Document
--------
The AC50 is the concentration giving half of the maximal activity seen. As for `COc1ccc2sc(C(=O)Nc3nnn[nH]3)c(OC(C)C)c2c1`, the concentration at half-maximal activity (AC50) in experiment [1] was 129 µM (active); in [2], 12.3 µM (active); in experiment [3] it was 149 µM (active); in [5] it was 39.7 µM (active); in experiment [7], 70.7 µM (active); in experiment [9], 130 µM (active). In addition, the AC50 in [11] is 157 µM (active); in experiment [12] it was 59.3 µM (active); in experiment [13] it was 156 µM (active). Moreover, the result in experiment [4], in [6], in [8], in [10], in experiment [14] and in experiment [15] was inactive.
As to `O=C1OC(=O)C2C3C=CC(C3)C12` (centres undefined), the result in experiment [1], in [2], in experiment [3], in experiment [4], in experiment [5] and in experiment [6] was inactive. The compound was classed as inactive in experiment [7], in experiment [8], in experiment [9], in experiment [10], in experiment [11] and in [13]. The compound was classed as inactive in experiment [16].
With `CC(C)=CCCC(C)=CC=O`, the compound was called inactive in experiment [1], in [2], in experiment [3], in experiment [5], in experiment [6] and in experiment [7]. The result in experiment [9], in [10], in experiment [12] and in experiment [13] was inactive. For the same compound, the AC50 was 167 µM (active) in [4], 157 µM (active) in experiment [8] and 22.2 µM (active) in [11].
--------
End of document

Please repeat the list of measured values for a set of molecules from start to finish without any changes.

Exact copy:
The AC50 is the concentration giving half of the maximal activity seen. As for `COc1ccc2sc(C(=O)Nc3nnn[nH]3)c(OC(C)C)c2c1`, the concentration at half-maximal activity (AC50) in experiment [1] was 129 µM (active); in [2], 12.3 µM (active); in experiment [3] it was 149 µM (active); in [5] it was 39.7 µM (active); in experiment [7], 70.7 µM (active); in experiment [9], 130 µM (active). In addition, the AC50 in [11] is 157 µM (active); in experiment [12] it was 59.3 µM (active); in experiment [13] it was 156 µM (active). Moreover, the result in experiment [4], in [6], in [8], in [10], in experiment [14] and in experiment [15] was inactive.
As to `O=C1OC(=O)C2C3C=CC(C3)C12` (centres undefined), the result in experiment [1], in [2], in experiment [3], in experiment [4], in experiment [5] and in experiment [6] was inactive. The compound was classed as inactive in experiment [7], in experiment [8], in experiment [9], in experiment [10], in experiment [11] and in [13]. The compound was classed as inactive in experiment [16].
With `CC(C)=CCCC(C)=CC=O`, the compound was called inactive in experiment [1], in [2], in experiment [3], in experiment [5], in experiment [6] and in experiment [7]. The result in experiment [9], in [10], in experiment [12] and in experiment [13] was inactive. For the same compound, the AC50 was 167 µM (active) in [4], 157 µM (active) in experiment [8] and 22.2 µM (active) in [11].